Finally, here is the review sample Blade HQ sent me:
The Bluto's design is really quite unusual for SOG. They make quite a few knives that are positively massive, then they have knives that I consider to be the EDC sweet spot, between 2.5" and 3". But until the Bluto there was nothing smaller, except the Micron. But SOG didn't just make a small knife, they made a GOOD small knife. It seems clear after two years of watching the market closely that SOG really has two product lines--the cheap stuff like the Flash I, the Twitch, and the Aegis lines and the high end line, of which the Bluto is part. The cheap stuff is marked by FRN handles, AUS8 steel, and SOG's entirely unnecessary SAT assist. The high end line is marked by better steel, some variation of the Arclock, and different handle materials. There are some bleed over between the lines, but it seems to me that this demarcation is as strong as the difference between KAI USA's Kershaw brand and their ZT brand.
The overall design of the Bluto takes advantage of the higher end materials. The blade is a very nicely finished VG-10 shaped into something with a huge amount of belly and, unfortunately, a massive recurve. More on this below. The rest of the knife is quite pleasing to the eye (except for the SOG logos) and to the hand. The shape of the knife is really conducive to lots of different grips and holds. The pocket clip, which is amazing, is really well integrated into the design causing no problems whatsoever. The shape is incredibly organic in appearance, almost like some kind of ocean predator, with gills and fins. I can see why some might not like it, but I kinda dig the appearance.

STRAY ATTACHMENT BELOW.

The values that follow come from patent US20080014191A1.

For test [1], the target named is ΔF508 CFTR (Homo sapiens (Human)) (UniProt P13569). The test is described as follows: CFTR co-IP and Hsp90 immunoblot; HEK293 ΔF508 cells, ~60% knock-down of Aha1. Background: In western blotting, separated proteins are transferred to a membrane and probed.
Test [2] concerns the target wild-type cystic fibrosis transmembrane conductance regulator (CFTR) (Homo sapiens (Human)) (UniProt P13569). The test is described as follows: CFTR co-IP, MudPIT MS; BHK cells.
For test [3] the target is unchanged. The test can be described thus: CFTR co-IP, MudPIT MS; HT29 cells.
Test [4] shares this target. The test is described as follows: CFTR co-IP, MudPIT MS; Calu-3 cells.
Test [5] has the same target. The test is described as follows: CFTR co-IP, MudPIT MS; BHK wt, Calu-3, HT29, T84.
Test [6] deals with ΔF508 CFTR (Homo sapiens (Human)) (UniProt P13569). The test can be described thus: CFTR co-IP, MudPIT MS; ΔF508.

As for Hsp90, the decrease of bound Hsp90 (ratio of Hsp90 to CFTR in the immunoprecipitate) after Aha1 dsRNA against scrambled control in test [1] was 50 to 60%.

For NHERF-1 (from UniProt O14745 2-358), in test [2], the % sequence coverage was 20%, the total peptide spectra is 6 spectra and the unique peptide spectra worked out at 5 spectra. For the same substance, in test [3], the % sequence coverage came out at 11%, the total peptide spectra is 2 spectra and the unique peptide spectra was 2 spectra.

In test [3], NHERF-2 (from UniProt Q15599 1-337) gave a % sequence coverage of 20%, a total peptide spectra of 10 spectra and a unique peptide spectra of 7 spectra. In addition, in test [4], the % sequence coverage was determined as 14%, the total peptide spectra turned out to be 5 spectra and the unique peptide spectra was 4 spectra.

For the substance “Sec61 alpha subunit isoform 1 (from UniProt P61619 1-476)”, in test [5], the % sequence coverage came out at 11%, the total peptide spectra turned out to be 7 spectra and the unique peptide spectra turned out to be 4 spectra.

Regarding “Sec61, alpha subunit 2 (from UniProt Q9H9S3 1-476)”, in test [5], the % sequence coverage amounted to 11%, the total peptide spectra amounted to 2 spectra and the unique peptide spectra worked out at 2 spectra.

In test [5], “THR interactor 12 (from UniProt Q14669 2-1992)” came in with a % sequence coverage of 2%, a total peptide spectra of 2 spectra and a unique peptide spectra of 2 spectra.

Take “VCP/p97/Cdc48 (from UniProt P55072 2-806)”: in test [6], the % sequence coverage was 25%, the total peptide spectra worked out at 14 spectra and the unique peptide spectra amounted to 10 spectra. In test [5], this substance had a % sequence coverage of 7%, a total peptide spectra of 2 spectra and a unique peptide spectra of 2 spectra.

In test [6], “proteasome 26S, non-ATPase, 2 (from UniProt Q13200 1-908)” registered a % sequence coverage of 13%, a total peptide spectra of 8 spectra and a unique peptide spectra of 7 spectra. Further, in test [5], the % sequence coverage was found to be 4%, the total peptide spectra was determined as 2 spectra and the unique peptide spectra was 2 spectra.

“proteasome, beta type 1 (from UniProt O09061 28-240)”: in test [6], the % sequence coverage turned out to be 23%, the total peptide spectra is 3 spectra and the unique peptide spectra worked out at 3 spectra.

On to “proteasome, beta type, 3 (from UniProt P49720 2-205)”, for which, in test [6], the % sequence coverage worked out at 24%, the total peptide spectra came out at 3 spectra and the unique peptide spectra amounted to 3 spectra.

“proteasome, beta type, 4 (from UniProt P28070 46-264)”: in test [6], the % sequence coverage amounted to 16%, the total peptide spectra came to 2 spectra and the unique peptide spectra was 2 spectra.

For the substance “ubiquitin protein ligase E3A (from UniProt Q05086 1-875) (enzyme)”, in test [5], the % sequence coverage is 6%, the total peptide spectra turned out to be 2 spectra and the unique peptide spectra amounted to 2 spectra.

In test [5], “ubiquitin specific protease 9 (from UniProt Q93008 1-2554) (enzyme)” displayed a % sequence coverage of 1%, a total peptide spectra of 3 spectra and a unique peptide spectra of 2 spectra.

The ratios are okay and they could be better as there is an entirely unnecessary DOUBLE metal liner (the handle is aluminum with a grippy coating and then there are actual liners which are metal as well). The blade:handle is .70, better than the Delica, but not close to the best (the Al Mar Hawk hit a .84). The blade:weight is .70 (Hawk 2.81), not a great number at all. But sometimes the ratios don't tell the whole story. This is a very compact design:
Its size makes it an ideal knife to drop in your coin pocket or the bottom inner pocket of your pants.
Fit and Finish: 2